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by Micah J. Fleck
Bernie Sanders once again made a factually shaky claim for political purposes, but this time got called on his exaggerated rhetoric by the press.
The claim: If ObamaCare is repealed, over 36,000 people will die annually. Scary number, right? The problem is that it isn’t true. And The Washington Post explains why:
For context, more than 2.6 million people died in the United States in 2015, or nearly 7,200 per day. So Sanders is suggesting repeal of the law would increase the number of deaths by 1.4 percent.
Sanders obtained the figure of 36,000 from a calculation by ThinkProgress, a left-leaning website, according to his aides. Essentially, ThinkProgress assumed that repeal will result in 29.8 million people losing their insurance and that one person will die for every 830 people who lose their insurance. That yields a number of 35,903.
So this is an estimate based on two other estimates. How credible are the other two estimates?
The Obama administration says that about 20 million people have gained insurance because of the ACA. We’ve done some digging on this number — some conservative analysts have raised questions about it — but it generally seems in the ballpark. Surprisingly, more of the increase in coverage comes from the expansion of Medicaid, not the creation of the exchanges for individual insurance.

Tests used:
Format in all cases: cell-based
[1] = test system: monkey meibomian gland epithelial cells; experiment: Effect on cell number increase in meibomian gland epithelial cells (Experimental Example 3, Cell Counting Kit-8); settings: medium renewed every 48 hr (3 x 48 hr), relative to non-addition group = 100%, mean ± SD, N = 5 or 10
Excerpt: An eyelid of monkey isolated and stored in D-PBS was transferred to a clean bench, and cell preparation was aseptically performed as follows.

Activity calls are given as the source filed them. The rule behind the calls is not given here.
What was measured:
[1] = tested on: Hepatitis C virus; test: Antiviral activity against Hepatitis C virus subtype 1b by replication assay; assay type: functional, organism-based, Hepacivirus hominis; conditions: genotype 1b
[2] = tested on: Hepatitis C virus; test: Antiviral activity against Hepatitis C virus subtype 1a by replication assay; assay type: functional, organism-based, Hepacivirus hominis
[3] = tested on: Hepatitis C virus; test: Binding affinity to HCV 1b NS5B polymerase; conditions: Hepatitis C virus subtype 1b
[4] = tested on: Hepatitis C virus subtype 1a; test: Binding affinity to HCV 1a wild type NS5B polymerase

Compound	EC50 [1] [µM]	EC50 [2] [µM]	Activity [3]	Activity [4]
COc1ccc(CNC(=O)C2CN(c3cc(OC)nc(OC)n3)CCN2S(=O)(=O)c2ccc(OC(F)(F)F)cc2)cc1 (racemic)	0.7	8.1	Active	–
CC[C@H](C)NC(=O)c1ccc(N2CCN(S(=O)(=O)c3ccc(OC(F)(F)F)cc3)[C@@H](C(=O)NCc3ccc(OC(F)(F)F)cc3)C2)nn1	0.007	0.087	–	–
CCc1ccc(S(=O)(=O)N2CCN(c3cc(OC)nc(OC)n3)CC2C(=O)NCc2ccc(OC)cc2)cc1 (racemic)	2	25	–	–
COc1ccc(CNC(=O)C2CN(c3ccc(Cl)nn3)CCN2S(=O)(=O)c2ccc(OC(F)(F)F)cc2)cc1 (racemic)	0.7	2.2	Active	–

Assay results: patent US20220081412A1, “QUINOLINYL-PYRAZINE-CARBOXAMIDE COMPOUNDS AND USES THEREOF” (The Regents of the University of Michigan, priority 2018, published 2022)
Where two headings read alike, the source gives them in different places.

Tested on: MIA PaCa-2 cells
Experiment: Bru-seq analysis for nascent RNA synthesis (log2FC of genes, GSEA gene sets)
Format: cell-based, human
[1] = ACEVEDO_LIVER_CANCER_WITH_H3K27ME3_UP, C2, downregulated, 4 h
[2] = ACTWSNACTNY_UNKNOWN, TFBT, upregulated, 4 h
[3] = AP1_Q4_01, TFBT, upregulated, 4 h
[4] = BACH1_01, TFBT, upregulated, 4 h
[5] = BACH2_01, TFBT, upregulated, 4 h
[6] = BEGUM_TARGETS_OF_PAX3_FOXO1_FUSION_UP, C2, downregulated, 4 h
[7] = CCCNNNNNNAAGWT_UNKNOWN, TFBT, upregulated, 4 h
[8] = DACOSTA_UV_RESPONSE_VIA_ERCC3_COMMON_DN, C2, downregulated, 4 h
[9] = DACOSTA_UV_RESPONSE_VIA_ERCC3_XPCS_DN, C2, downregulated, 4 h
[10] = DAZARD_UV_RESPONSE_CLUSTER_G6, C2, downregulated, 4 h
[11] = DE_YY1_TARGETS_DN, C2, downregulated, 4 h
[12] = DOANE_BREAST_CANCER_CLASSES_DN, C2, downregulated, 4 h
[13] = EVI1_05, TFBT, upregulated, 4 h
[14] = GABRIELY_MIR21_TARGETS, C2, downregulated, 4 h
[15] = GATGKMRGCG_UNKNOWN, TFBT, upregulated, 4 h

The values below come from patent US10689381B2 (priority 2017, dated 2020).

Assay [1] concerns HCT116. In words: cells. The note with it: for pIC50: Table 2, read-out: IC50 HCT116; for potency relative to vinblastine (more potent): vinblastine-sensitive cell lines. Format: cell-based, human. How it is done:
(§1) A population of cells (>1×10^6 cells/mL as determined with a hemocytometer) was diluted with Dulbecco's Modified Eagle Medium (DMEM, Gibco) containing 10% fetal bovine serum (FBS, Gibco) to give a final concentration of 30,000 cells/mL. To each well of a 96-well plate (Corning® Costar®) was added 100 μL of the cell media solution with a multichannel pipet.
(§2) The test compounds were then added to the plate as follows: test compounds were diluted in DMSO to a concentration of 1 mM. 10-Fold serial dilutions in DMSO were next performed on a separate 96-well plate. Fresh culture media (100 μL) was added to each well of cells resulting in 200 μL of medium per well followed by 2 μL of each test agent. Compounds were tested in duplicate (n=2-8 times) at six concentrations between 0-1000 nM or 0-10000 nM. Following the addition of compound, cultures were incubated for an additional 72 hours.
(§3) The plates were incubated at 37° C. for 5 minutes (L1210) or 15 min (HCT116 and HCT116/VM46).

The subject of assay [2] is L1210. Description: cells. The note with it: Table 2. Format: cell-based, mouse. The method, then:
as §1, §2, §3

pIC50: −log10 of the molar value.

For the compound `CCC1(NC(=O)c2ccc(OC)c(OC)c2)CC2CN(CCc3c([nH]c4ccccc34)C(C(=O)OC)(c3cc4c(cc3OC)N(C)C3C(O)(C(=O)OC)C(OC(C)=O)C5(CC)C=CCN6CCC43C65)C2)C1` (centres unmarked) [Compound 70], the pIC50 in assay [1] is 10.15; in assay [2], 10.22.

The larger number of 29.8 million comes from an Urban Institute report that assumes Republicans will repeal parts of the law through the reconciliation process without outlining any replacement plan, thus leading to a near collapse of the nongroup insurance market. That’s a pretty big assumption.
Moreover, one cannot assume that everyone will automatically lose coverage. One recent study has indicated that nearly 30 percent of the gain in the insured came from people who were already eligible for Medicaid. This is known as the “woodworker” effect. In theory, these people still would be eligible even if the expansion of Medicaid was repealed, though the authors of the report dispute that, saying the woodworker effect took place precisely because of policies in the law.
The rest of the article can be read HERE.
Once more we see that these “statistics” are based on wild assumptions that the other side of the debate has absolutely no plan for how to account for the people currently affected by the crisis. Why assume this? Because it’s more convenient for their boogyman narrative surrounding the Republicans. Until actual proof exists that such extremism will actually occur in this case, Sanders would do well to stick to facts and not fear monger.